British Punjab and they provided weapons and ammunition for Akali jathas in such districts as Jullundur. Attacks on Muslims in the British districts, as in the states, were politically motivated. It was termed by the British CID as the Sikh Plan.70 This sought to carve out a majority Sikh homeland in central and eastern Punjab by driving out the Muslims. The political motivation of the violence comes out clearly in the demand made to the Muslims of Barra in Patiala to ‘leave for Jinnah’s Pakistan as Patiala was in India and no Muslim could live there; Khalistan was to be created throughout the East Punjab’.71 There is also evidence that members from the Nawab’s family did not share his enthusiasm for maintaining communal harmony; Ihsan Ali Khan, who was a staunch supporter of the Muslim League, was engaged in illicit activities.72 It was reported that he ‘engaged scores of Muslim ironsmiths to prepare knives, spears and other dangerous weapons openly’.73 Ihsan Ali Khan had already been under the spotlight even during the prayer time disputes; J. C. Donaldson who was the British investigating officer noted that the Nawab was suspicious of his activities and could potentially stir up further conflict. However, the Nawab was also meddling to thwart any rival branches in the family and as Ihsan was a Shi’a, the Nawab was known to be stirring the Sunnis against Ihsan.74 Added to these local tensions were obviously the precarious financial debts, and significantly it had a Muslim population but was surrounded by Sikh majority areas of the Phulkian state and Ludhiana district during a communally charged milieu. This made it a prime target for any attacks by Sikhs and Hindus.75 The state authorities were apprehensive about trouble 70 In Note on the Sikh Plan, there are accounts of how the Sikhs were preparing militarily to oust the Muslims from East Punjab and establish Sikh rule in the region after partition. Ian Copland also talks about the ‘Sikh Plan’ and the plans by the Sikh princes to establish a Sikh state after partition. He argues that the Sikh princes colluded with the Akali Dal in the hope of establishing a Sikh state after the British departure. See further, ‘The Master and the Maharajas’. 71 Mudie Papers in NDC, Disturbances in the Punjab, 409. 72 Ihsan Ali Khan belonged to the Nawab’s family that eventually left Malerkotla and settled in Lahore after partition, where the family had property prior to August 1947. As Ihsan Ali Khan was a supporter of the Muslim League, there were undoubtedly more opportunities in Pakistan than in India. 73 Letter to The Hon. Home, States and Information Minister, 30 August 1947. Malerkotla State, 1947, File no. 2(19) PR/47, NAI. 74 Bigelow, Sharing the Sacred, 118. 75 Malerkotla Affairs, IOR.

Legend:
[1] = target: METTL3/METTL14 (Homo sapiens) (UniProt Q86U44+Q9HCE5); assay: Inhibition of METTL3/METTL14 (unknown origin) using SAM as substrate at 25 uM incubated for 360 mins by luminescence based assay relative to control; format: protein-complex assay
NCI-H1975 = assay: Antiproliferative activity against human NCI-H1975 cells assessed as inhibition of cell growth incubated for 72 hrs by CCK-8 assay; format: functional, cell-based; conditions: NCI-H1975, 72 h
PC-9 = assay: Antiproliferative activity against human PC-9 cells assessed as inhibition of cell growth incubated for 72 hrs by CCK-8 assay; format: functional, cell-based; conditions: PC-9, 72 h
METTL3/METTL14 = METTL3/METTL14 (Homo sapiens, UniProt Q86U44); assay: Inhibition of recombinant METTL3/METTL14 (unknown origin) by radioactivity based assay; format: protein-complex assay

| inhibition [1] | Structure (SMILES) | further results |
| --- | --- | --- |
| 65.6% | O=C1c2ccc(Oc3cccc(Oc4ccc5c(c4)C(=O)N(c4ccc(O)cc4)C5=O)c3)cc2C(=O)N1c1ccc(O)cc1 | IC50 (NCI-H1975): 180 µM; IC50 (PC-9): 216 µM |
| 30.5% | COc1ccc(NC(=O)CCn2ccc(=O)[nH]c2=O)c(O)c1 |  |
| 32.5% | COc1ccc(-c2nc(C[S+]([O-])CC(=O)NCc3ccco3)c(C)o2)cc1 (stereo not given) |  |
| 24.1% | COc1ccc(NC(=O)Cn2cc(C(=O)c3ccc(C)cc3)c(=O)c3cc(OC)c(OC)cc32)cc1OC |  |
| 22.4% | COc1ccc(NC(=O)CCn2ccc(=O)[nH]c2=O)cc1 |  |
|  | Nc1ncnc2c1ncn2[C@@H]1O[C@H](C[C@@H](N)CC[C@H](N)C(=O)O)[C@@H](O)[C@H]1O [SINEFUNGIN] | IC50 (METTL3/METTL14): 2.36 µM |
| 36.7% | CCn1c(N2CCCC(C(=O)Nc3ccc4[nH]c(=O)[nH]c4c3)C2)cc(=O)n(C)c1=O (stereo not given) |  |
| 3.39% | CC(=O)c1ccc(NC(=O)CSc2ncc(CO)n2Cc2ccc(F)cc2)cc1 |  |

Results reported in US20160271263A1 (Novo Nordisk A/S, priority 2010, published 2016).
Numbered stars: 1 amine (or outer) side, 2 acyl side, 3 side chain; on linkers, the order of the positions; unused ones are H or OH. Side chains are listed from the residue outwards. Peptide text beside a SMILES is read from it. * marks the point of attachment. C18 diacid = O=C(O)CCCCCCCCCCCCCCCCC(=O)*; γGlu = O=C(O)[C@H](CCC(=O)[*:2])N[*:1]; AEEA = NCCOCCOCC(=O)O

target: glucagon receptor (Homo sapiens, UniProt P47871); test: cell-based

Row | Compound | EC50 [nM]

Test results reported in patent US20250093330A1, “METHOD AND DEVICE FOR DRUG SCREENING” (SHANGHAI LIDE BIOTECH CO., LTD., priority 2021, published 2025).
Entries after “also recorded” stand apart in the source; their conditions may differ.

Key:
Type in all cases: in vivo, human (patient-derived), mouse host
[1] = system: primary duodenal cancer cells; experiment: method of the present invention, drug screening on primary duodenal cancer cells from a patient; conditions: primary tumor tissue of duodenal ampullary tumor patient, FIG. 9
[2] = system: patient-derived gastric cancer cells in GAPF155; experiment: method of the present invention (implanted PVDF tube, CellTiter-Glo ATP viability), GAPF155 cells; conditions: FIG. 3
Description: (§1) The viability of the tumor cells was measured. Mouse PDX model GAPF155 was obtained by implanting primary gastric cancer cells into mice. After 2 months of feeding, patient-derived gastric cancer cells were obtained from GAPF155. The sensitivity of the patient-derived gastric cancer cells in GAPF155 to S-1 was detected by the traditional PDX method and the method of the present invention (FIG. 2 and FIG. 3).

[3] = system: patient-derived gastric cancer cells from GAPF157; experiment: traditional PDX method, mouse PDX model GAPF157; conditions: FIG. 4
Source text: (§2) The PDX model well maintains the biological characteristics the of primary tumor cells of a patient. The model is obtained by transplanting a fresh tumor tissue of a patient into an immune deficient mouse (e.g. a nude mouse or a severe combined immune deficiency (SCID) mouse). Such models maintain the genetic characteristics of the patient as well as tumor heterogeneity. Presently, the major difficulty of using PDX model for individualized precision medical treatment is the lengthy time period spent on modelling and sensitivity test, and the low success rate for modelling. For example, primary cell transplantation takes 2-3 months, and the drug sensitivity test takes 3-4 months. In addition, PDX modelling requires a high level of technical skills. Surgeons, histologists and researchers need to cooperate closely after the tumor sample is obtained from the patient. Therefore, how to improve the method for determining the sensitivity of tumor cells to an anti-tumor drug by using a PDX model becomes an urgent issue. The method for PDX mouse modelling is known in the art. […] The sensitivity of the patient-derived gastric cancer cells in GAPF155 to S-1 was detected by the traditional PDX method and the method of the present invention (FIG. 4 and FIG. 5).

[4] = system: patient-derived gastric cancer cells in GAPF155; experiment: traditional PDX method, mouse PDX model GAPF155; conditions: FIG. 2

From the Ashes of 1947
along its eastern and northern borders. There had been no case of Sikh jathas entering the state territory yet but, nonetheless, it was imperative for the swift movement of refugees to Pakistan to avoid the state being a target.76 It is thus clear that the Nawab of Malerkotla was extremely anxious about the communal situation, especially with reference to the large numbers of Muslims coming into the state, seeking temporary refuge. This would not only burden the state financially, but also threaten the peace by inflaming communal tensions. Brigadier Commander Stuart noted that if trouble was to spread from outside the state, it would ‘…upset completely the present tranquillity within the state and make its relations with adjoining States difficult’.77 It is well documented that the arrival of refugees was a major trigger for violence across northern India, even in localities that had previously been unaffected. On 6 September 1947, Nawab Ahmad Ali Khan sent a telegram to Sardar Vallabhbhai Patel, the deputy Prime Minister of India, to request assistance, as the states’ resources were inadequately equipped. The state was willing to absorb the cost if the Indian government could render the army. There is grave danger of trouble spreading from outside, and though the State Forces are here they are inadequate to meet such a large scale emergency... Thousands of refugees have flocked into the State from the Ludhiana District and Patiala and Nabha States the presence of whom has presented the State with a major problem…Great panic prevails every where in the State.78
The role of the state was therefore crucial and this would have been impossible without the use of the army in maintaining control and deterring external attacks. The Nawab used his power to keep the peace in the state especially when it might have been overwhelmed by the refugee influx. On the other hand, the rulers of many of the Punjab princely states turned their armies and influence to the destructive ends of ethnic cleansing. It could also be argued that the absence of a functioning authority was a factor in allowing violence to overwhelm the populace. It is clear from the works of such writers as Ian Talbot that British authority in Punjab was declining from March 1947 76 Visit to Malerkotla state by Major Gurbax Singh Gill HQ5 Inf. Bde, Malerkotla Affairs, IOR. 77 Correspondence by Brig. Comd. N. J. B. Stuart re visit to Malerkotla, 25 September 1947, Malerkotla Affairs, IOR. 78 Letter of assistance to Sardar Vallabhbhai Patel from Ahmad Ali Khan, 6 September 1947, Malerkotla State, 1947, File no. 2(19) PR/47, NAI.